Lynn Carlon - Biological Sciences Research Technician

Lynn has lived and worked at the Northern Great Basin Experimental Range for nearly all of the 25 years she's been with EOARC. This is a very remote and challenging place to work and live and she has enjoyed every minute of it. Lynn has been a steady and true asset to the station. She has watered cattle, built fences, graded roads, and helped with countless trials and research. While she is most at home in the saddle, checking and moving cattle, she also finds time to sew, camp, and spend time with her family.  Lynn has three adult children: Mathew, Mark, and a daughter, Brandy, as well as three grandchildren. Lynn also has many animals ranging from several trustworthy dogs to curious goats.  You must open doors cautiously as there could be calves, baby pigs or chickens in there.

Jorge Lopez - Trades/Maintenance Worker

Jorge has worked for EOARC-Burns for three years.  He has been invaluable and is an excellent worker.  Jorge has been involved in all aspects of the station from cattle feeding and processing, to carpentry, concrete, and building repair and construction.  Jorge has been very helpful with building and maintaining the station. For example, one of his first projects for us was to build a drive through wash station.  If there is something he is unfamiliar with, he gets online and teaches himself. He seems to really enjoy making furniture also. We are delighted to have him! Jorge has three children with his wife Vicky.

ARS Employee Spotlight 

              Tammi Holliday - Program Support Assistant

Hello, my name is Tammi Holliday. I started in June of 2023 as the Program Support Assistant for USDA-ARS. Purchasing, payroll, orientation and onboarding of new employees are a few of my responsibilities.  I'm learning more and more every day. I’m very excited to be here and be part of the EOARC team. I know I have so much to learn and am up for the challenge.

I grew up in Burns and six days after high school graduation, moved away, thinking that I would never want to come back. I lived in various locations though out Oregon and ended up in the Willamette Valley. In 2015, Harney County started becoming the place I wanted to come back to. It took a few years, but in 2017 everything fell into place and within a month we sold our house (24 hours on the market!), bought one in Hines, and were traveling over the mountain one more time to come home. My husband, daughter, and I love being here. The adjustment from city to country was a really easy one for us.

When I’m not working, I keep busy with going on vacations (they are my favorite) to hopefully someplace warm and with a beach, gardening, and hiking around to see the beauty that Harney County offers that I don’t remember as a child.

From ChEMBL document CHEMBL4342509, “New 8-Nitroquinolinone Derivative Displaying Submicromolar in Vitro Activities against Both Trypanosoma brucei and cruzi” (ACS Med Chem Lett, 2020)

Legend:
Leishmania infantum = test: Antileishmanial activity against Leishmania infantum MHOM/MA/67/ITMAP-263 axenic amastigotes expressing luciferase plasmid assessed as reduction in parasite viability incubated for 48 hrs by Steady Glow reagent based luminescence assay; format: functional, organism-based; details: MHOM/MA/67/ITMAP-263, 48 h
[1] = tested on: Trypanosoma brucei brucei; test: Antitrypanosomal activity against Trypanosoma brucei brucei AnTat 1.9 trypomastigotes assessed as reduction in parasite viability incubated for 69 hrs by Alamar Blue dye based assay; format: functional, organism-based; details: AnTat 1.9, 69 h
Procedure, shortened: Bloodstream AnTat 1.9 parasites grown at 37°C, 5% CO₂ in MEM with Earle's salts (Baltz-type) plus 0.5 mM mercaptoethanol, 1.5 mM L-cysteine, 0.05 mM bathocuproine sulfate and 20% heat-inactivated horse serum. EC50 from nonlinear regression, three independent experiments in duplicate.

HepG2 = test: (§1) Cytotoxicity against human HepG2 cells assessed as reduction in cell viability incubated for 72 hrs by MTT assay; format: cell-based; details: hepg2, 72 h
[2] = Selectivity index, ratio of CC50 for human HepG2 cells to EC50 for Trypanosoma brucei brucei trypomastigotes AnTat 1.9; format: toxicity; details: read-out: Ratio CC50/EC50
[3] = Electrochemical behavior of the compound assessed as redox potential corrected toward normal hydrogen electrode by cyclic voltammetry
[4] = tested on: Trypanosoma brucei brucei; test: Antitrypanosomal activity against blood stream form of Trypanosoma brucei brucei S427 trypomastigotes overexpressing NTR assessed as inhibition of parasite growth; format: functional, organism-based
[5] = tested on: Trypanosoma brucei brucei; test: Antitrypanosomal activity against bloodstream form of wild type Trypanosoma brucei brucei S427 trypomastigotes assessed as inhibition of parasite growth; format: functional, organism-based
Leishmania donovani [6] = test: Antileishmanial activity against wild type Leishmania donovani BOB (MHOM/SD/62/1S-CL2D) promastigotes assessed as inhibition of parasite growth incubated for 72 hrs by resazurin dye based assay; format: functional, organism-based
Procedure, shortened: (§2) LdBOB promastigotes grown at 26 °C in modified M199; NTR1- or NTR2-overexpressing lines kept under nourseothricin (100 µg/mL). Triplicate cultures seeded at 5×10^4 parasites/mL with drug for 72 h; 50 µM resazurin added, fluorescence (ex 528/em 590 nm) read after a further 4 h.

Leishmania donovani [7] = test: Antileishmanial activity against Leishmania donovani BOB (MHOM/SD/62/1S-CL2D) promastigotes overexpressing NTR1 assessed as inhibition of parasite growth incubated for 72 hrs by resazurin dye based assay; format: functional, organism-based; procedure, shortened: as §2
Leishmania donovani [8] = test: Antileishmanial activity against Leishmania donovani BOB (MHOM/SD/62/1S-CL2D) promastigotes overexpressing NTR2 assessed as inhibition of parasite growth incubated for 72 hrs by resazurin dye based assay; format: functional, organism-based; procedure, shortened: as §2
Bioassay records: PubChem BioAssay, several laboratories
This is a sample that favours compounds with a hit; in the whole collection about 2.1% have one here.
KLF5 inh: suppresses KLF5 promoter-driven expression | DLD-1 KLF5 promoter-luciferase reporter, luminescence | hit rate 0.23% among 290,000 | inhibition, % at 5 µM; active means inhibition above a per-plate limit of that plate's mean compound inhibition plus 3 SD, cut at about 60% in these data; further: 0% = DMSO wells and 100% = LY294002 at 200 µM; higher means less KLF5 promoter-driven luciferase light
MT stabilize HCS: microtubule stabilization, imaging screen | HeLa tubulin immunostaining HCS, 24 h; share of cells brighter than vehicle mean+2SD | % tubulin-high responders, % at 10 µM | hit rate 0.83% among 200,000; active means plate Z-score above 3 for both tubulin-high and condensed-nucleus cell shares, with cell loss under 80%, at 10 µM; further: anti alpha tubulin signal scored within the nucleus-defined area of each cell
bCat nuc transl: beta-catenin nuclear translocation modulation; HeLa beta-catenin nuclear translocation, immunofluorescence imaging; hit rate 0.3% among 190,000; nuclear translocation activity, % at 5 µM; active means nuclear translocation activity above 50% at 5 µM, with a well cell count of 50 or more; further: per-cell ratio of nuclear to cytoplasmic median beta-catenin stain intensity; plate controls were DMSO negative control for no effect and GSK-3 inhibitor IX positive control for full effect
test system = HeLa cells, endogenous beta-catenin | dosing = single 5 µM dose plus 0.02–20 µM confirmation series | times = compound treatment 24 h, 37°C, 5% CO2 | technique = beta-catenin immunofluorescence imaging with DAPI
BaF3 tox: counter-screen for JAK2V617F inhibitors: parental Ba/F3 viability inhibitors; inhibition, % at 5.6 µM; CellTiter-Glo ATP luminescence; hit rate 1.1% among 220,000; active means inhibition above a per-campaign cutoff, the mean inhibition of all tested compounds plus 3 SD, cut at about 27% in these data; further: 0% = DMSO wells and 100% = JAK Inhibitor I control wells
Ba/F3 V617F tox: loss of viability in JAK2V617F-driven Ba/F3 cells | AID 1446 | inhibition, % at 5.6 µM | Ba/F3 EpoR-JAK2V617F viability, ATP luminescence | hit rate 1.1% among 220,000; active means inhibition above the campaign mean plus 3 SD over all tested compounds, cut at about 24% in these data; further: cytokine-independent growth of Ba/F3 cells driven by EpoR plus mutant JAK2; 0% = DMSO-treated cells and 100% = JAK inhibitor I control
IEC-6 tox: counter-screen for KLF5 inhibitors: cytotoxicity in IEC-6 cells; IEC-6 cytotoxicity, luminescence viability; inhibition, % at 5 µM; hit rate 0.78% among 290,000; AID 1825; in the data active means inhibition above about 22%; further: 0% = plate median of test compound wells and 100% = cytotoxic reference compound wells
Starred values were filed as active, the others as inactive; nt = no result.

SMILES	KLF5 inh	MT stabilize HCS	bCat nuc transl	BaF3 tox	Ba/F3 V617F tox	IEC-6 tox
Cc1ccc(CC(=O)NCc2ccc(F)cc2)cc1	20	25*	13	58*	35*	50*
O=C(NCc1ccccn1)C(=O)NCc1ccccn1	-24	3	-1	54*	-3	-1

Congratulations Dr. Rory O'Connor - SRM Outstanding Young Range Professional Award

Dr. Rory O’Connor has built an impactful research program addressing topical rangeland management challenges impacting the western US and beyond.  His work on woody plant expansion in prairie ecosystems serves as a framework for managers to incorporate both fire and grazing in shrub management plans.  His ecological drought research is used to help guide post-fire Emergency Stabilization and Rehabilitation efforts on sagebrush rangelands and is a component of the Land Treatment Exploration Tool.  Dr. O’Connor’s current research as a Rangeland Ecologist with USDA-Agricultural Research Service in Burns, OR includes linking plant physiological traits with plant materials development, development of a “Carbon Security Index” for envisioning rangeland carbon as a dynamic resource and for adjusting management practices to increase likelihood of carbon retention over time, and he and colleagues provided the first peer review-published research on the practical application of virtual fencing systems on sagebrush rangelands.  Dr. O’Connor is consistently sought out by land managers, producers, and policy makers as a science professional capable of translating his research into tangible management direction.  Within SRM he serves as an Associate Editor for REM, a Director for the PNW Section, has organized multiple sessions at annual meetings, is past President of the Young Professionals Conclave, helped organize local high school range camps, and served eight years as a member of the Student Activities Committee.  Dr. O’Connor’s contributions to rangeland science/management and service to SRM and the professional world around him, make him more than deserving of the SRM Outstanding Young Range Professional Award.